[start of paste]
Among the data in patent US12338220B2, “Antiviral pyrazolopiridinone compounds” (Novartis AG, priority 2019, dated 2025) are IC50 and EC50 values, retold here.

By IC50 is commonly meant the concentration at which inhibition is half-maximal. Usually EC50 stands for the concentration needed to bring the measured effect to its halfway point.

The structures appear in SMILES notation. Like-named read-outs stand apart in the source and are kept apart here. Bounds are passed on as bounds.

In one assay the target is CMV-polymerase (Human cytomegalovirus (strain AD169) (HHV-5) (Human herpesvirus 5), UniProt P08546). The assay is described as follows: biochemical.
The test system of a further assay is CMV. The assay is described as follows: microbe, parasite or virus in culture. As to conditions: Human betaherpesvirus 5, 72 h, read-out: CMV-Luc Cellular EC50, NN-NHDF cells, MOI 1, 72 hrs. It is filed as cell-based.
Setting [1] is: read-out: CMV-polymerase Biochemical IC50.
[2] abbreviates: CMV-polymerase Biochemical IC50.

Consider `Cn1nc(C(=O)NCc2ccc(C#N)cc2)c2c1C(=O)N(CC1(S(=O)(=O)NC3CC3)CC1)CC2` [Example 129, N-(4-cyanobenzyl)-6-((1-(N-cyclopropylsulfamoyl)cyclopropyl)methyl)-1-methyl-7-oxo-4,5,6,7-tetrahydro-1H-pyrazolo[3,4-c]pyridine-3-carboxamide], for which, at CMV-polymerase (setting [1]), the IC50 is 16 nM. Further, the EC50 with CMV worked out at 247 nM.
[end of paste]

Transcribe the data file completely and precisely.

Among the data in patent US12338220B2, “Antiviral pyrazolopiridinone compounds” (Novartis AG, priority 2019, dated 2025) are IC50 and EC50 values, retold here.

By IC50 is commonly meant the concentration at which inhibition is half-maximal. Usually EC50 stands for the concentration needed to bring the measured effect to its halfway point.

The structures appear in SMILES notation. Like-named read-outs stand apart in the source and are kept apart here. Bounds are passed on as bounds.

In one assay the target is CMV-polymerase (Human cytomegalovirus (strain AD169) (HHV-5) (Human herpesvirus 5), UniProt P08546). The assay is described as follows: biochemical.
The test system of a further assay is CMV. The assay is described as follows: microbe, parasite or virus in culture. As to conditions: Human betaherpesvirus 5, 72 h, read-out: CMV-Luc Cellular EC50, NN-NHDF cells, MOI 1, 72 hrs. It is filed as cell-based.
Setting [1] is: read-out: CMV-polymerase Biochemical IC50.
[2] abbreviates: CMV-polymerase Biochemical IC50.

Consider `Cn1nc(C(=O)NCc2ccc(C#N)cc2)c2c1C(=O)N(CC1(S(=O)(=O)NC3CC3)CC1)CC2` [Example 129, N-(4-cyanobenzyl)-6-((1-(N-cyclopropylsulfamoyl)cyclopropyl)methyl)-1-methyl-7-oxo-4,5,6,7-tetrahydro-1H-pyrazolo[3,4-c]pyridine-3-carboxamide], for which, at CMV-polymerase (setting [1]), the IC50 is 16 nM. Further, the EC50 with CMV worked out at 247 nM.